I feel that socialisation plays a vital in the construction of the human race; it gives us a guide to how we should and shouldn’t act and the way in which we should treat others. It also makes us part of a community who share similar beliefs and values. Without these common grounds and shared interests, communication and control would also diminish. People would no longer be able to relate to one another and we would become more like wild animal.
Although it is argued that there is a certain amount of free will in all human beings and that socialisation is only a small part of what makes us how we are. I feel that without socialisation the human race would no longer exist as it makes people aware of their culture, and without culture there would be no society.
2. What significant changes has the family undergone since industrialisation in Britain? What does sociological research suggests are the major causes for this are?
The family is a group of persons linked directly by kin connections. The adult members of which assume responsibility for caring for children (Introductory to sociology; 1993).
Throughout the years the family has experienced many dramatic changes, before industrialisation it used to be very different to how it is now, in fact many areas are almost unrecognisable.
In pre-industrial societies most families worked on farms, they were all expected to take part and work together; even the children were regarded as being of great economical help. They were set to work from a very young age and did not have what industrialised society would call a ‘childhood’. Aries a sociologist said there wasn’t a notion of childhood in the lifecycle; they were seen as little adults, who had no moral, social or sexual needs. In industrial societies there is great emphasis placed on the importance of ‘childhood’, for example activities such as play have been discovered to help a child develop and learn new skills.
The families not only worked on the farm but it was their home as well. Now in industrial Britain, families no longer associate home and work as one, people tend to travel into towns to work and consider time at home as leisure time to spend with the family. The home has become a place of emotional fulfilment and sexual gratification, separated from the stresses of work.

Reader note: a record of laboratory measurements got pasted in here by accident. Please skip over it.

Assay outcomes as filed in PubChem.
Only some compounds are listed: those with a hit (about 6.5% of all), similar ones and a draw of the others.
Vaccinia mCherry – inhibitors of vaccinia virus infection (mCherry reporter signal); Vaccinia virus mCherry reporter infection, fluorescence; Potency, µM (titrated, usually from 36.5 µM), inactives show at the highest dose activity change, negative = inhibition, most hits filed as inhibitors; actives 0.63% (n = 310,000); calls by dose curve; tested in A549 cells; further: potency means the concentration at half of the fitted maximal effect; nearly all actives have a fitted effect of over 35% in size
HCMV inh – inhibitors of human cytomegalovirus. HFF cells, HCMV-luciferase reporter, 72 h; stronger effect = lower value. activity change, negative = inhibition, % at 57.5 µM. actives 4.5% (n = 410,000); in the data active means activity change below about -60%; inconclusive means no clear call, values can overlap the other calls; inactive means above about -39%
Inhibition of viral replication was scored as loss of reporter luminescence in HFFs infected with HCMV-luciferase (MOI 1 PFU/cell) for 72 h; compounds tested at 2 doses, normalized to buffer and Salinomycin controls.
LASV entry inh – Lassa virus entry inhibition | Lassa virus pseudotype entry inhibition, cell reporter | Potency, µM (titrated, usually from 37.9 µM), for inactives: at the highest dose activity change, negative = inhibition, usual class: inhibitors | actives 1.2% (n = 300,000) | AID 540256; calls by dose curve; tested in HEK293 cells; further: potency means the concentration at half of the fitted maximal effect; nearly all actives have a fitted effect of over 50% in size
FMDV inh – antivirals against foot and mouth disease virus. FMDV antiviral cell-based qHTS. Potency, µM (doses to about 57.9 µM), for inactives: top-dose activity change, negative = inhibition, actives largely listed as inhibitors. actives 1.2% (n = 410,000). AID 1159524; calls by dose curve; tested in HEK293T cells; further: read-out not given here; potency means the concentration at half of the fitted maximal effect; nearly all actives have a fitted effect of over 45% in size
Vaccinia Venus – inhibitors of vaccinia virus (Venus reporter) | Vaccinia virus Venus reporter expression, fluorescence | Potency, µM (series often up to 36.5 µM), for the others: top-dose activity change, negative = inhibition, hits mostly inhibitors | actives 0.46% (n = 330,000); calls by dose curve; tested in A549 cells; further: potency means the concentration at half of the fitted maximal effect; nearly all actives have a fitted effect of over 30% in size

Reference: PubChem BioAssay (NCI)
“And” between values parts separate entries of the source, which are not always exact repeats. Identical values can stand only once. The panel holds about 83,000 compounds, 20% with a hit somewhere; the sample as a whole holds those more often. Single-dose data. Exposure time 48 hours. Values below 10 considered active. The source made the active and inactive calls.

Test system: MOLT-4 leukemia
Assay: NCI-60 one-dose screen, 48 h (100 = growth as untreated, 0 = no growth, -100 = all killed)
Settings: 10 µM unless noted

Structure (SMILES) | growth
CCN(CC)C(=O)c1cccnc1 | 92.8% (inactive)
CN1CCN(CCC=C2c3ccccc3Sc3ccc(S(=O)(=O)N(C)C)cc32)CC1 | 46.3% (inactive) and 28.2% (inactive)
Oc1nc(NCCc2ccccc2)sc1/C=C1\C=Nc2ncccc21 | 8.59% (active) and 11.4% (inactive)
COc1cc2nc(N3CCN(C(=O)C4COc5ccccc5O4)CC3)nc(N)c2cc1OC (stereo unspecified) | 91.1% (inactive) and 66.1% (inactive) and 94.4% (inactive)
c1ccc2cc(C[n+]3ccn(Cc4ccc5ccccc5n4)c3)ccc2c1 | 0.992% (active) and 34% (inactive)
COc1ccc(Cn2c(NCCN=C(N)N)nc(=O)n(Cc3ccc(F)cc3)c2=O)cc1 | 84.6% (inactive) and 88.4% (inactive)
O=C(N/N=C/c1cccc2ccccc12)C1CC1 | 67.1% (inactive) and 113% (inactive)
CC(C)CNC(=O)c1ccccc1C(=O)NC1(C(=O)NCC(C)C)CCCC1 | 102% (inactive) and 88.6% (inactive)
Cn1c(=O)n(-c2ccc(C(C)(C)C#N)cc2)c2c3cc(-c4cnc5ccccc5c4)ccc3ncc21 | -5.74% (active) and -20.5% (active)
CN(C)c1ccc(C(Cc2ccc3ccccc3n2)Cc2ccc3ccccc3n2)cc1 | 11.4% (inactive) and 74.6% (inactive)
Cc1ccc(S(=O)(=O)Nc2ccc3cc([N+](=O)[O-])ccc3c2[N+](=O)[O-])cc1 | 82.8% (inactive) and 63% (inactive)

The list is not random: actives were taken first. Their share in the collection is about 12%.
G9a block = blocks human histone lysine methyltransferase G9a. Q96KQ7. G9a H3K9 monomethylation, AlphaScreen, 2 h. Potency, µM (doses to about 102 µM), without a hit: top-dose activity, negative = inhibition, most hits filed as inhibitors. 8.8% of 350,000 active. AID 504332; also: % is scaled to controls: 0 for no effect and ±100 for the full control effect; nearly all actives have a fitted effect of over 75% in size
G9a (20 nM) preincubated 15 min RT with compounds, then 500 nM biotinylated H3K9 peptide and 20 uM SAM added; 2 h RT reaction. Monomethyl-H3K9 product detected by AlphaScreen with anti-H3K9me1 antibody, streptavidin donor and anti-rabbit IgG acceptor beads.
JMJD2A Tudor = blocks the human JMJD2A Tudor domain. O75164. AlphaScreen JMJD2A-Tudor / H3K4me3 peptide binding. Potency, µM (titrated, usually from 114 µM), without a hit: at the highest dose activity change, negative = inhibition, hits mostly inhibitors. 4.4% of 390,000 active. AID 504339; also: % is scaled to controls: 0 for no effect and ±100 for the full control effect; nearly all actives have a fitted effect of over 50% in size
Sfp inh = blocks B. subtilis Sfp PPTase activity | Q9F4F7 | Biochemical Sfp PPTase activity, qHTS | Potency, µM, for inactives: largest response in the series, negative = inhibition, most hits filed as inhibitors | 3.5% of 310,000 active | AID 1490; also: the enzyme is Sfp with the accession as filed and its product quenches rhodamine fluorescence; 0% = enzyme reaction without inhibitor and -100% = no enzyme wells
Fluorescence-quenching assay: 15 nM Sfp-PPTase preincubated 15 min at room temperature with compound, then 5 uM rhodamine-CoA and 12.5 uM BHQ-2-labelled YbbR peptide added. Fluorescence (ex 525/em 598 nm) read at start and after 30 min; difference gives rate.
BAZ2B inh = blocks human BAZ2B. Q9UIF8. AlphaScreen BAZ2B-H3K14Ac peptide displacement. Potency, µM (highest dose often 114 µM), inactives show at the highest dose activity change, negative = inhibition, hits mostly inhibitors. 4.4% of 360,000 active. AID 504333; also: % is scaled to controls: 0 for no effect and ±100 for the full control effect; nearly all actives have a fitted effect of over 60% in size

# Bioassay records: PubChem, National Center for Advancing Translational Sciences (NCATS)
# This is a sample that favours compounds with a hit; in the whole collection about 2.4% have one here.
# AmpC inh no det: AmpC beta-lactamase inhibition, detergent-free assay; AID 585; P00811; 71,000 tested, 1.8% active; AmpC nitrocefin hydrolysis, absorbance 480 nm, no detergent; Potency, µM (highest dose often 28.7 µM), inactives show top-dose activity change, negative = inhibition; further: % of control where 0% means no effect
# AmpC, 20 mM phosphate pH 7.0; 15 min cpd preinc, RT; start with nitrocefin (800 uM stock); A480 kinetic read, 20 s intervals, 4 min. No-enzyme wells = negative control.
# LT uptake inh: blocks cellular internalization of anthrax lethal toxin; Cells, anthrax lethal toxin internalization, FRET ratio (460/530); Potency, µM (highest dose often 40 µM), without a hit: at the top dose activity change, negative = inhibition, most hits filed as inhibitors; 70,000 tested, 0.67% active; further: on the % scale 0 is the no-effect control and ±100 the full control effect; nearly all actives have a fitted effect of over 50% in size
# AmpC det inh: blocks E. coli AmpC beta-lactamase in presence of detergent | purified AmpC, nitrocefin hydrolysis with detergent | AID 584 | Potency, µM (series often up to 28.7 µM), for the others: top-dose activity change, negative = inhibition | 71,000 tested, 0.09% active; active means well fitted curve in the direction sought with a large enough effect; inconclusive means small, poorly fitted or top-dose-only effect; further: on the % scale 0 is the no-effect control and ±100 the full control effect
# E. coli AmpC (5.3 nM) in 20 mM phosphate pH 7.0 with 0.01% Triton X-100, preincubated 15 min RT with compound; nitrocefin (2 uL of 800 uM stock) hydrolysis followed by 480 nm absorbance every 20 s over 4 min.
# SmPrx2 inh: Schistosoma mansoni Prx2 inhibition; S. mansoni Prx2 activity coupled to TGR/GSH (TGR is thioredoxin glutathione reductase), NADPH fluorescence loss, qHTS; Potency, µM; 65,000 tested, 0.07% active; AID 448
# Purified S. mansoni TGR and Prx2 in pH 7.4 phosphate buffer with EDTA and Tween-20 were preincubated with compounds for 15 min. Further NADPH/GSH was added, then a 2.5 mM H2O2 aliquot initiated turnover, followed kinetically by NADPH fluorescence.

The family stopped being the unit of production in the eighteen hundreds when families moved from the farm to the town, where the jobs were. At first they thought the family would still work together but then realised due to legislations, children under the age of six were not allowed to work. This meant that the women had to stay at home to look after the children, while the men went out to work. Some feminists feel that this is what has caused the inequalities between men and women in the labour division.
In agricultural societies, families were a lot larger, many were extended, when industrialisation began households became smaller, and a lot more privatised. Instead of everyone sharing a bedroom individuals would get their own room, this is a recent concept and would have been unimaginable in pre- industrial times. The chances of anyone being able to get a moment on their own would be slim to none.
The family that is often seen as typical of modern society is known as the nuclear family, rather than the pre industrial extended family, the nuclear family is considered by most sociologists to be the smallest form of family structure, it is also considered to be the most appropriate to meet modern industry demands, as people need to be flexible and need to have the mobility to move where there skills are required. The extended family would have been too big to have the mobility needed in the industrial society.
Another significant change that the family has undergone is the attitude people have towards marriage. Before industrialisation people would marry for economic and social reasons. In western industrialised society people marry out of the idea of romantic love and affection. Partly due to this notion the family has become increasingly detached from the wider society and far more privatised. It is also said
to be a contributing factor in the increasing divorce rates, as people are continuously searching for a soul mate and if they realise they have made a mistake then they will begin looking for another partner. It could appear that marriage values are becoming feeble and less meaningful than they once were.
Many of the changes that have occurred during industrialisation have been a result of families trying to adopt their lifestyles to the rapidly changing world.
Technology has made considerable advances and has replaced many of the jobs that were once done by humans with machinery. However it has also created many new jobs, meaning that families have had to make sacrifices, for example moving and down sizing the family. Technology has also made it possible for work to be done a lot quicker, this means individuals in industrial societies are able to work less hours. As a result families can spend more quality time together. Not only are families changing as a result of increasing economic pressures and demands, but individuals ideologies and perspectives are changing, people want to fulfil personal and emotional needs as well as financial.
Change is an inevitable part of life, everything is developing and advancing and the only way to survive is to adapt, if individuals do not change accordingly they will find themselves left behind. A recent example of this is the Internet, members of the older generations are finding it difficult to get to grips with and it has left a technological backwash. The causes of these changes are the need and want for sociological developments and improvements.